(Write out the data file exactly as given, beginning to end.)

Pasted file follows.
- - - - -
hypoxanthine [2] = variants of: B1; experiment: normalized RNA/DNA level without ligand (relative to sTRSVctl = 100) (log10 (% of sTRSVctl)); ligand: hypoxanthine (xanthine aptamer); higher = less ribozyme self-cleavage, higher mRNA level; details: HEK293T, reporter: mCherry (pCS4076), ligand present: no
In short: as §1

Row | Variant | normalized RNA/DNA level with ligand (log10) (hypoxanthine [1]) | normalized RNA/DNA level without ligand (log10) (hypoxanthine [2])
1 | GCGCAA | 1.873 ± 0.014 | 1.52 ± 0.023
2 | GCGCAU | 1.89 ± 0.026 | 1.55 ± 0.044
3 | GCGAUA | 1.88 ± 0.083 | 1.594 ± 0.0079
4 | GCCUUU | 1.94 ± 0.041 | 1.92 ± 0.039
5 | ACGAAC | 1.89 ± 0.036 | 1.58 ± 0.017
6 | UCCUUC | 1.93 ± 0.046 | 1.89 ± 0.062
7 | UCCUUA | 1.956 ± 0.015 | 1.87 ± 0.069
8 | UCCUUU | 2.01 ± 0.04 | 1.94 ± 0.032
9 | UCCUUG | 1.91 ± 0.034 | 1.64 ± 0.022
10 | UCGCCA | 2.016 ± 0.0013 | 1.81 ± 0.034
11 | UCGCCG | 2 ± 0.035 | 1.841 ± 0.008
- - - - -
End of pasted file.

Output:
hypoxanthine [2] = variants of: B1; experiment: normalized RNA/DNA level without ligand (relative to sTRSVctl = 100) (log10 (% of sTRSVctl)); ligand: hypoxanthine (xanthine aptamer); higher = less ribozyme self-cleavage, higher mRNA level; details: HEK293T, reporter: mCherry (pCS4076), ligand present: no
In short: as §1

Row | Variant | normalized RNA/DNA level with ligand (log10) (hypoxanthine [1]) | normalized RNA/DNA level without ligand (log10) (hypoxanthine [2])
1 | GCGCAA | 1.873 ± 0.014 | 1.52 ± 0.023
2 | GCGCAU | 1.89 ± 0.026 | 1.55 ± 0.044
3 | GCGAUA | 1.88 ± 0.083 | 1.594 ± 0.0079
4 | GCCUUU | 1.94 ± 0.041 | 1.92 ± 0.039
5 | ACGAAC | 1.89 ± 0.036 | 1.58 ± 0.017
6 | UCCUUC | 1.93 ± 0.046 | 1.89 ± 0.062
7 | UCCUUA | 1.956 ± 0.015 | 1.87 ± 0.069
8 | UCCUUU | 2.01 ± 0.04 | 1.94 ± 0.032
9 | UCCUUG | 1.91 ± 0.034 | 1.64 ± 0.022
10 | UCGCCA | 2.016 ± 0.0013 | 1.81 ± 0.034
11 | UCGCCG | 2 ± 0.035 | 1.841 ± 0.008